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  • Christian Yelich Just Did Something He Hadn't Done in Over a Year

    Matthew Trueblood

    The Brewers' highest-paid player, biggest star, and clear leader needed just three pitches to set the tone for this week's huge series at Wrigley Field. His statement: the Brewers are still in a class to which the Cubs only aspire.

    Image courtesy of © David Banks-USA TODAY Sports

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    Cubs starter Jameson Taillon made his own bed. He tried to nibble a bit to start the game, which is a wise enough notion with Christian Yelich at the plate, but he missed with his first two pitches. That allowed Yelich to think comfortable, aggressive thoughts, and when Taillon finally found a corner of the zone on 2-0, a fastball down and in, Yelich drove it out of the park to left-center field.

    That location is notable, because it's hardly where Yelich usually finds his power. As Brewers fans well know, Yelich hits most of his extra-base hits to left and center fields, so it shouldn't surprise you to learn that most of his power comes on pitches from the middle of the plate away. When he does pull it with authority, it's often on a higher pitch. That's just the way his swing works, most of the time. Thus, he hadn't hit a home run on any pitch down and in since May 2022, when he launched this rocket against the Reds' Hunter Greene.

     A lot has changed for Yelich in the last 15 months. He's enjoying a terrific overall season. Until Monday night, though, he hadn't proved that he can cover that corner of the strike zone with power, in this new form. Now, that box on the checklist is also ticked.

    We're running out of ways in which Yelich is much diminished from his MVP self. To be clear, he certainly is still shy of that, but not by all that much. Early in the year, he was evincing a little bit of the pop that had gone missing from his profile over the previous two years, but he was still whiffing too much to make his new profile shine. Strikeouts were a huge problem for Yelich from 2020 through 2022, and that problem followed him into this spring.

    Now, he's solved it. To illustrate the transformation that has occurred, let's just chop his season to date in half. Through June 15, Yelich had 277 plate appearances. He batted .269/.361/.430, with 21 extra-base hits and a strikeout rate of 22.7 percent. Since June 16, though, Yelich is hitting .294/.379/.472, with 27 extra-base hits and a strikeout rate of just 18.8 percent in 282 trips to the plate. That's despite a bit of a strikeout binge during this latest Brewers winning streak.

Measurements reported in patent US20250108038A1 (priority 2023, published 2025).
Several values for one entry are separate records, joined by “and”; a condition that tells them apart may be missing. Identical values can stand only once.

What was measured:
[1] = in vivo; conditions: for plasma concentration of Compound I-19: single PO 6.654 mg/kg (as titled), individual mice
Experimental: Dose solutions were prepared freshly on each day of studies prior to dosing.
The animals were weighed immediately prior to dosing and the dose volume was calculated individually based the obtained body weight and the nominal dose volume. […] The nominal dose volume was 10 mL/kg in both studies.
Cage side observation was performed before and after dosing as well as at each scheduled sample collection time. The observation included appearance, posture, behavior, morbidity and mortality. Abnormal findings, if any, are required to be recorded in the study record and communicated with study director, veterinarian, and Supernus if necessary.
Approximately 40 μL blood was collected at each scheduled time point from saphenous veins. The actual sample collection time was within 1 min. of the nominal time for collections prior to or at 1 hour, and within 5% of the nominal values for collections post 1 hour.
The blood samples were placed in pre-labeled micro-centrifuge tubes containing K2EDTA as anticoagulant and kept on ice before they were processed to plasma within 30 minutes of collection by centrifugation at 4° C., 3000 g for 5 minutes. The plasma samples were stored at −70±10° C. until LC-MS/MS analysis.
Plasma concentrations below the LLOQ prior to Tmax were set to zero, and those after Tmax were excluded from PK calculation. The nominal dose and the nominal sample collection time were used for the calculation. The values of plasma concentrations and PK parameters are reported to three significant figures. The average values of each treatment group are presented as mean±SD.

Yelich is covering the zone better, and making higher-quality contact. That's the combination of skills that first made him special, and that was elusive for him during his long period of struggle. He's done it by tweaking his approach to hit the ball on a line more often. He's not reverting to being a launch angle guy, as he briefly was a few years ago, but even a small effort to generate high-value contact against pitches all over the zone goes a long way.

    To understand the improvement in his quality of contact, look at the distribution of his batted balls by launch angle for each of the last two seasons. In 2022, he was still hitting a lot of true ground balls, with a sub-zero launch angle, and when he did hit mid-level line drives (in that range just above 10 degrees), he didn't hit them hard consistently.

    chart (9).jpeg

    He's effected an aesthetically and competitively superior distribution this year.

    chart (10).jpeg

    Even though his ground ball rate remains high, and despite relatively few fly balls, this is a whole different hitter. Ground-ball launch angle matters, and Yelich's is up this year. When he hits low line drives, he hits them hard, which gives him a much better chance of splitting a gap. Most of all, he hits it hard most often in the launch angle band that most often translates to extra-base hits, so his power surge is no accident. 

    A small swing change can go a long way, especially when teams keep pitching you according to a scouting report you've rendered obsolete. That's what Yelich has done, and unless hurlers start being much more careful against him, he's going to continue cranking extra-base hits down the stretch. 

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    Jake McKibbin
  • Brewer Fanatic Contributor
  • Posted

    I was just thinking how he hasn't done any damage at all down and in all year, it's been his biggest weakness. Thanks Matt!

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